During your time in CAFLS, you proved your excellence and showed your mettle by winning regional agribusiness competitions, national leadership awards, national research poster and presentation awards, national packaging science awards, and soil judging competitions. You spent your summers on amazing internships. You took cross-country bicycle trips to raise money for affordable housing, started a foundation to match shelter dogs with veterans with post-traumatic stress disorder and cultivated and harvested deer corn that you sold to raise money for wounded soldiers.
CLEMSON – An expert in urban wildlife ecology, Charles Nilon is coming to Clemson University to talk about Urban Biodiversity, Everyday Nature and Environmental Justice. Nilon will be on campus from 4 p.m. to 5 p.m., Nov. 1 in the Lehotsky Hall Auditorium, Room G22, Clemson, SC 29634. Doors open at 3:45 p.m. This event […]
CLEMSON, South Carolina — It’s dusk, the second week of March, 2018. The rumble of traffic from Highway 76 crawls through a thin line of trees and into the Hyatt family’s spacious backyard in suburban Clemson, South Carolina. A persistent, chilly breeze blows as the Hyatts and a few friends prepare to watch a cadre […]
A team of Clemson University scientists is on the forefront of a national effort to understand how a massive bat die-off is shifting the structure of bat communities and altering fragile ecosystems.
ANNAPOLIS, MD—Clemson Wildlife and Fisheries Biology and Environmental and Natural Resources students attended the 7th North American Duck Symposium (NADS 7) as undergraduate interns for the James C. Kennedy Waterfowl and Wetlands Conservation Center, as a part of their creative inquiry program. While at the symposium, the students were awarded 2nd place internationally among all […]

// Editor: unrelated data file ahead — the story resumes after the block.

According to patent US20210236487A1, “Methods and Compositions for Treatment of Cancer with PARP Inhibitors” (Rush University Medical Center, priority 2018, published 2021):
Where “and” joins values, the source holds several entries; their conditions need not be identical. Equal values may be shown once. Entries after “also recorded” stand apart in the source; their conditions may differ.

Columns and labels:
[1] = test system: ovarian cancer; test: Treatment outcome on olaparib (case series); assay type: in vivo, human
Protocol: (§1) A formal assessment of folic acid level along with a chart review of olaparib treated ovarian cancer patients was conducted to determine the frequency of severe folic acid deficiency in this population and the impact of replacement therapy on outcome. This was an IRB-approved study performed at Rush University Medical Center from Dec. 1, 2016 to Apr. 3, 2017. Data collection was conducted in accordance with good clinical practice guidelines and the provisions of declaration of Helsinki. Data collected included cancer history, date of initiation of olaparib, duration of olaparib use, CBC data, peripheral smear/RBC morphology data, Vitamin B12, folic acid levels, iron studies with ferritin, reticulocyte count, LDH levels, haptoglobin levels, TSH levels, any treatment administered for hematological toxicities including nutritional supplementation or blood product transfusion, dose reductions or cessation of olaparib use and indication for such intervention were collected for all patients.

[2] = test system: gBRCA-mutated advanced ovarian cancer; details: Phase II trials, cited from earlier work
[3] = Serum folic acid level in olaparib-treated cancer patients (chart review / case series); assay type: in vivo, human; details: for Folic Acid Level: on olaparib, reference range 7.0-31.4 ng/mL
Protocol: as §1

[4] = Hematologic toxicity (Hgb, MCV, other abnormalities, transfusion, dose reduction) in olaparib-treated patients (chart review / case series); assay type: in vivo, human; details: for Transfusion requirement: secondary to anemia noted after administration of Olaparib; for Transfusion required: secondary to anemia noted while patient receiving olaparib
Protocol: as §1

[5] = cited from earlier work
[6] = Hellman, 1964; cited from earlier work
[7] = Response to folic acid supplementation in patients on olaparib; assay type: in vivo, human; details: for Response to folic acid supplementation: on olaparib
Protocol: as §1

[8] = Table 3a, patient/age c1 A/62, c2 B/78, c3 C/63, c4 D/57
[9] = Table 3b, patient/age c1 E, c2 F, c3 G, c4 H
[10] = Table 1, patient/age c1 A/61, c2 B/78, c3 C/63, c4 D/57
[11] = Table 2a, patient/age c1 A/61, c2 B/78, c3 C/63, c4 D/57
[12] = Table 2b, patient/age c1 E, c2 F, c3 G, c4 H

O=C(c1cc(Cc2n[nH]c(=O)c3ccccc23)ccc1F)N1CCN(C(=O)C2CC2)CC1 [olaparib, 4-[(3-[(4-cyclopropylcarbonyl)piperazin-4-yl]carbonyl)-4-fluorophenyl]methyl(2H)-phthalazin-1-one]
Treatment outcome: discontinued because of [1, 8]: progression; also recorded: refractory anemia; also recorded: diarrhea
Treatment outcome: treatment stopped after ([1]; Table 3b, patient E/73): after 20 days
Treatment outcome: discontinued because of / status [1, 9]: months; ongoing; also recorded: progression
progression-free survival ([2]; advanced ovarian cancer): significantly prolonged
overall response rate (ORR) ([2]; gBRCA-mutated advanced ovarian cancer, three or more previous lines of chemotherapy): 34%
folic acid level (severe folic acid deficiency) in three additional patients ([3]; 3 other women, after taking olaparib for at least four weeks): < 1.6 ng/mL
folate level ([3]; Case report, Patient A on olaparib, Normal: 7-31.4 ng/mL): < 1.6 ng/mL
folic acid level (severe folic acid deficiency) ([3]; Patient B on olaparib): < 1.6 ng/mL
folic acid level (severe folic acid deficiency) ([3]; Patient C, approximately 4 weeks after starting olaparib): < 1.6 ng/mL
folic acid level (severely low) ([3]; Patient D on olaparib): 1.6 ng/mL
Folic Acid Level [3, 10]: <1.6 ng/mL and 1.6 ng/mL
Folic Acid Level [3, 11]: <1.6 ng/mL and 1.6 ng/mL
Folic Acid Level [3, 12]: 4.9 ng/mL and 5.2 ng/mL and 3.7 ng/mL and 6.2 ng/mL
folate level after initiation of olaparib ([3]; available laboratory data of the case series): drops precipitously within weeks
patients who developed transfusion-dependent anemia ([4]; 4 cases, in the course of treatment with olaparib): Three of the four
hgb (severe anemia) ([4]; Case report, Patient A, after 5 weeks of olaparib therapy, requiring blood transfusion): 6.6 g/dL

A survey designed by Clemson University researchers to begin to quantify the economic and ecological damage caused by feral hogs will soon start showing up in the mailboxes of many South Carolina farmers and rural landowners.
Identified with Clemson since its earliest days, wild tigers are facing extinction. Habitat destruction, human conflict, poaching and climate change are arrayed against them, and now the global population of wild tigers is estimated to be just 3,200.
Clemson University’s South Carolina Cooperative Fish and Wildlife Research Unit joined with Grupo Jaragua and the American Bird Conservancy to lead the first-ever effort to track via satellite the black-capped petrel, an endangered North Atlantic seabird known for its haunting call and mysterious nighttime habits.
CLEMSON — Clemson University wildlife biology students made a strong showing at the 2013 Wildlife Society Annual Conference in Milwaukee. The undergraduate research team of Sloane Wiggers, Beaufort; Gillie Croft, Summerville; and Matt Kynoch, Easton, Conn., earned first place in the student research in progress poster category for its poster “The effect of artificial increase […]